To me, free music is just that: free.
I'm not sure how you make money giving stuff away.
So when Pandora (NYSE: P) IPOed, I advised anyone who would listen to stay away.
The market is still valuing the company at $1.93 billion, but it's down some 35% from its ballyhooed IPO price:
The same goes for a service that lets people network online for no charge...
I told people to stay away from LinkedIn (NASDAQ: LNKD) when it spread its wings as well.
It's fallen from the nest more than 30% since August.
And while some new dot-com plays like Groupon (NASDAQ: GRPN) and Zynga (NASDAQ: ZNGA) aren't totally free, I'm not sure how lucrative selling yoga classes at a discount or simulated Facebook farm games are...
Neither is the market. Each is down more than 20% since November.
While I employ and enjoy the services of all these companies (except Zynga), I don't pay a dime for them.
So why would you as an investor?
Shot of the Hard Stuff
The age-old wisdom is to invest in what you know. And, like I said, I don't know how to make money offering products for free.
What I do know is that everyone eats. And I know most everyone uses oil in one form or another.
I understand the basic fundamentals of those markets, namely supply and demand.
On Wednesday, we talked a bit about oil supply and demand, why prices would head higher, and which companies you could invest in for profit.
But you don't always have to invest in a company...
The simplest way to invest in the things you know is to invest in the things themselves.
Take oil, for example. I think it's headed higher, so I can either buy oil contracts or a fund that tracks the price, like ProShares Ultra DJ-AIG Crude (NYSE: UCO).
Look how that's performed next to the Dow, Exxon (NYSE: XOM), and the free music company:
You can buy a short ETF, like the ProShares Short Oil & Gas (NYSE: DDG), if you think prices are headed lower.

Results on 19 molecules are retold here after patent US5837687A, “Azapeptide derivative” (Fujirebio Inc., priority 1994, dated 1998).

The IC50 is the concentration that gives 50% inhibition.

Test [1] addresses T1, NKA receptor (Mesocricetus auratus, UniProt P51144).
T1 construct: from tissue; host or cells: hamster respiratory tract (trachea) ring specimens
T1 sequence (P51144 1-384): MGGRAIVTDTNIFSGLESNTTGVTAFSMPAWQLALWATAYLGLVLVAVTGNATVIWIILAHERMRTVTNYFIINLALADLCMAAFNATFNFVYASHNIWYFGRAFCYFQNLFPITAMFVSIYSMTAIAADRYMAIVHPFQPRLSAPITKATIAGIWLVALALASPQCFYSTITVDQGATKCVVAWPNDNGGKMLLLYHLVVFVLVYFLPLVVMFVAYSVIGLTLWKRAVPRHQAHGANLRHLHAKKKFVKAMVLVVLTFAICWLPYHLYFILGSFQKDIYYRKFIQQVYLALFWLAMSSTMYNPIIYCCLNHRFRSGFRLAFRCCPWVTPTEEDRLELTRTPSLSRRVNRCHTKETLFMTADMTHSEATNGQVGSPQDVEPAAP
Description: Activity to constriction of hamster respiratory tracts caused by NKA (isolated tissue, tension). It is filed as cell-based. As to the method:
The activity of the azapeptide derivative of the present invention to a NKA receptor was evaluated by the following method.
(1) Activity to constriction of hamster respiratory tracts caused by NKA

Same goes for nearly any commodity out there.
I'm also big on agriculture.
But I know during harvest time, prices are suppressed because supply is high.
That said, you should start to short around September. If you did that with the DB Agriculture Short ETN (NYSE: ADZ), here's what your return would look like:
The More They Stay the Same
Many of the catalysts for these plays you know well.
And they happen year in and year out without fail: the summer driving season; the winter heating season; the fall harvest.
Some aren't seasonal, but are predictable nonetheless: gold up when the dollar's down; uranium's down on any negative nuclear news.
You get the idea.
No matter how crazy the market gets, how partisan the politics get, how hostile the Middle East gets, or how high unemployment goes...
You can always trade the things you know.
Physical assets should be a part of everyone's portfolio, and we'll be expanding on that topic in the next few weeks.
Invest in What You Know originally appeared in Energy and Capital. Energy and Capital, a free 3x-per-week newsletter, offers practical investment analysis in the new energy economy.